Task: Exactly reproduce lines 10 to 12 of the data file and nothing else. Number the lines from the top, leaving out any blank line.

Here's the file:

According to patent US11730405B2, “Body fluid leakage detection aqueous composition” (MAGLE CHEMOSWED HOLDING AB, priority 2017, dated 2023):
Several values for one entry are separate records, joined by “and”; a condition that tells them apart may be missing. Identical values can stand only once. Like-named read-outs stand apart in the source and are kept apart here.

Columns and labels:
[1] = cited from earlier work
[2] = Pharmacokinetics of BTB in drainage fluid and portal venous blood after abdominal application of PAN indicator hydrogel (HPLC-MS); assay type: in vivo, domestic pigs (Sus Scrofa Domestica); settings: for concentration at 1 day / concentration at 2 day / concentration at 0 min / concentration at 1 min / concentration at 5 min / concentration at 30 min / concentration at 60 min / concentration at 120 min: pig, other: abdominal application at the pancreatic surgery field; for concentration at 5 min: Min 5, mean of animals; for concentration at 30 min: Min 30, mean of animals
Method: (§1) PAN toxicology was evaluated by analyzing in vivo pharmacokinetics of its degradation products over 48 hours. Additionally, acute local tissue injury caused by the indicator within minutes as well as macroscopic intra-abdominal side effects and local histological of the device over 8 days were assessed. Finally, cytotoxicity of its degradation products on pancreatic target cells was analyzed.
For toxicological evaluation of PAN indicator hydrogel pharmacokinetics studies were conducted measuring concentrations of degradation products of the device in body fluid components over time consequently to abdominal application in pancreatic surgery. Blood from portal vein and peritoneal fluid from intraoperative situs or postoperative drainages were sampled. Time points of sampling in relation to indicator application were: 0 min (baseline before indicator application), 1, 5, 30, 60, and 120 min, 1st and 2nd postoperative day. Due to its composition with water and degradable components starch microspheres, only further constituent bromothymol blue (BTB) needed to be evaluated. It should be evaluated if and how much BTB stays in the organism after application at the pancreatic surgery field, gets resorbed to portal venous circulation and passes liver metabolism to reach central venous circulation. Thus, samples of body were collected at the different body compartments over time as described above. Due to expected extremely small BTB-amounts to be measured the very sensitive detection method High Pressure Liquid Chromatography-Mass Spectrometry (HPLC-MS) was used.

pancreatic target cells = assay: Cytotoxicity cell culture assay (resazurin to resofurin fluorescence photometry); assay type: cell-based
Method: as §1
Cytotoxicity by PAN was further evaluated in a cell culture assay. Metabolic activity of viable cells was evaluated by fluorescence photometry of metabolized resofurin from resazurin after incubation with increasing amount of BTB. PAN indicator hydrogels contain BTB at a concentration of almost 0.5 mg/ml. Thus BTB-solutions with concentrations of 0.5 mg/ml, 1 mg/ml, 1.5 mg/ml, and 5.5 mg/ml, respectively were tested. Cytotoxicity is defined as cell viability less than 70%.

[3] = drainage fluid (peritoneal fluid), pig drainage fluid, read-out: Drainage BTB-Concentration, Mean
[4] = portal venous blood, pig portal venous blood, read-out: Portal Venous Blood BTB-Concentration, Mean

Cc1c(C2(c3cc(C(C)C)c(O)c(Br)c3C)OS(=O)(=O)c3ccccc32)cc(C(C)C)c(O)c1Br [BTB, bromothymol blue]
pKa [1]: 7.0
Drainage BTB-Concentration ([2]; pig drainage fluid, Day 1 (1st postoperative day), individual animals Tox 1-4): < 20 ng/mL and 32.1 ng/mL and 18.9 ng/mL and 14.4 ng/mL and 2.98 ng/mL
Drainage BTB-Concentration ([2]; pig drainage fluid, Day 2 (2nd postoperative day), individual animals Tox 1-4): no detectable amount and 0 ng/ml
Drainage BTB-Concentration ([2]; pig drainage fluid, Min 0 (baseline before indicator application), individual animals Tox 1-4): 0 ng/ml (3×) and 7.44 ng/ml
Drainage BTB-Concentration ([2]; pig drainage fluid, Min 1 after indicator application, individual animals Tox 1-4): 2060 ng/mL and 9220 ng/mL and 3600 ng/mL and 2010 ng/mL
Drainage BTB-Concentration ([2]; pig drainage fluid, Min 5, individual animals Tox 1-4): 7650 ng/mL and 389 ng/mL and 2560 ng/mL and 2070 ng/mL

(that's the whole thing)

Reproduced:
Cytotoxicity by PAN was further evaluated in a cell culture assay. Metabolic activity of viable cells was evaluated by fluorescence photometry of metabolized resofurin from resazurin after incubation with increasing amount of BTB. PAN indicator hydrogels contain BTB at a concentration of almost 0.5 mg/ml. Thus BTB-solutions with concentrations of 0.5 mg/ml, 1 mg/ml, 1.5 mg/ml, and 5.5 mg/ml, respectively were tested. Cytotoxicity is defined as cell viability less than 70%.

[3] = drainage fluid (peritoneal fluid), pig drainage fluid, read-out: Drainage BTB-Concentration, Mean
[4] = portal venous blood, pig portal venous blood, read-out: Portal Venous Blood BTB-Concentration, Mean